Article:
Lupita - The Chocolate Goddess


Her speech at the Essence Luncheon
I wrote down this speech that I had no time to practice so this will be the practicing session.

Thank you Alfre, for such an amazing, amazing introduction and celebration of my work. And thank you very much for inviting me to be a part of such an extraordinary community.

I am surrounded by people who have inspired me, women in particular whose presence on screen made me feel a little more seen and heard and understood. That it is ESSENCE that holds this event celebrating our professional gains of the year is significant, a beauty magazine that recognizes the beauty that we not just possess but also produce.

I want to take this opportunity to talk about beauty, Black beauty, dark beauty. I received a letter from a girl and I’d like to share just a small part of it with you: “Dear Lupita,” it reads, “I think you’re really lucky to be this Black but yet this successful in Hollywood overnight. I was just about to buy Dencia’s Whitenicious cream to lighten my skin when you appeared on the world map and saved me.”

My heart bled a little when I read those words, I could never have guessed that my first job out of school would be so powerful in and of itself and that it would propel me to be such an image of hope in the same way that the women of The Color Purple were to me.

I remember a time when I too felt unbeautiful. I put on the TV and only saw pale skin, I got teased and taunted about my night-shaded skin. And my one prayer to God, the miracle worker, was that I would wake up lighter-skinned. The morning would come and I would be so excited about seeing my new skin that I would refuse to look down at myself until I was in front of a mirror because I wanted to see my fair face first. And every day I experienced the same disappointment of being just as dark as I was the day before. I tried to negotiate with God, I told him I would stop stealing sugar cubes at night if he gave me what I wanted, I would listen to my mother’s every word and never lose my school sweater again if he just made me a little lighter. But I guess God was unimpressed with my bargaining chips because He never listened.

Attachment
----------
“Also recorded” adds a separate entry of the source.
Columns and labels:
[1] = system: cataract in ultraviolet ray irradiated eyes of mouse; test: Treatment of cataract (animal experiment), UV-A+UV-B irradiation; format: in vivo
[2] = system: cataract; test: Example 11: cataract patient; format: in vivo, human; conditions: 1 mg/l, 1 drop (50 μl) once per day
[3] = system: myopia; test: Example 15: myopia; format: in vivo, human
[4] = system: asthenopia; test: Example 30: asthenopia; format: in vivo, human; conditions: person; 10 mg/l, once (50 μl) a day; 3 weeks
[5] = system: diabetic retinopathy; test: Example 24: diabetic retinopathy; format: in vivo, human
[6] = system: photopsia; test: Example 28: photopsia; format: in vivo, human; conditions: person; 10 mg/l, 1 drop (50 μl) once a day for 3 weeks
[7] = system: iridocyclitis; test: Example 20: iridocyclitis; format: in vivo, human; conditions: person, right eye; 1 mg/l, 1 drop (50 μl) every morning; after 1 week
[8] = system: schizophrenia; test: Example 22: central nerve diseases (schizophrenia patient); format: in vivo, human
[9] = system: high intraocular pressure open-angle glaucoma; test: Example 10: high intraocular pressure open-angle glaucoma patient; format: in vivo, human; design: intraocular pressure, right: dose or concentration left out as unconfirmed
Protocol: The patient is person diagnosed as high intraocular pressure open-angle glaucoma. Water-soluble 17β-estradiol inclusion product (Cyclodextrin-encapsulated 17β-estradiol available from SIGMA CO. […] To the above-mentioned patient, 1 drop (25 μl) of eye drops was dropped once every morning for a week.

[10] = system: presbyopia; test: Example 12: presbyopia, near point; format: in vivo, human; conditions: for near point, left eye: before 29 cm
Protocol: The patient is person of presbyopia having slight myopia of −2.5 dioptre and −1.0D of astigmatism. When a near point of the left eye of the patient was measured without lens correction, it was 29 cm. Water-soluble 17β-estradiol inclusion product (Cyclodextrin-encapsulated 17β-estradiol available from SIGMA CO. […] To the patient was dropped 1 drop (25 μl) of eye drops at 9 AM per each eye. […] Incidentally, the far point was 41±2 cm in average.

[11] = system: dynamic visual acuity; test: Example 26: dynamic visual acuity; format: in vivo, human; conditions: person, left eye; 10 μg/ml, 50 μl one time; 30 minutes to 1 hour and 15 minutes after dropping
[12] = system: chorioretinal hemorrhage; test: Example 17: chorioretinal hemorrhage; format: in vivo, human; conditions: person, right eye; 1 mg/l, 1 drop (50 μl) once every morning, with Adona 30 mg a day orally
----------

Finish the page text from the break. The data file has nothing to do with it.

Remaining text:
And when I was a teenager my self-hate grew worse, as you can imagine happens with adolescence. My mother reminded me often that she thought that I was beautiful but that was no conservation, she’s my mother, of course she’s supposed to think I am beautiful. And then…Alek Wek. A celebrated model, she was dark as night, she was on all of the runways and in every magazine and everyone was talking about how beautiful she was. Even Oprah called her beautiful and that made it a fact. I couldn’t believe that people were embracing a woman who looked so much like me, as beautiful. My complexion had always been an obstacle to overcome and all of a sudden Oprah was telling me it wasn’t. It was perplexing and I wanted to reject it because I had begun to enjoy the seduction of inadequacy. But a flower couldn’t help but bloom inside of me, when I saw Alek I inadvertently saw a reflection of myself that I could not deny.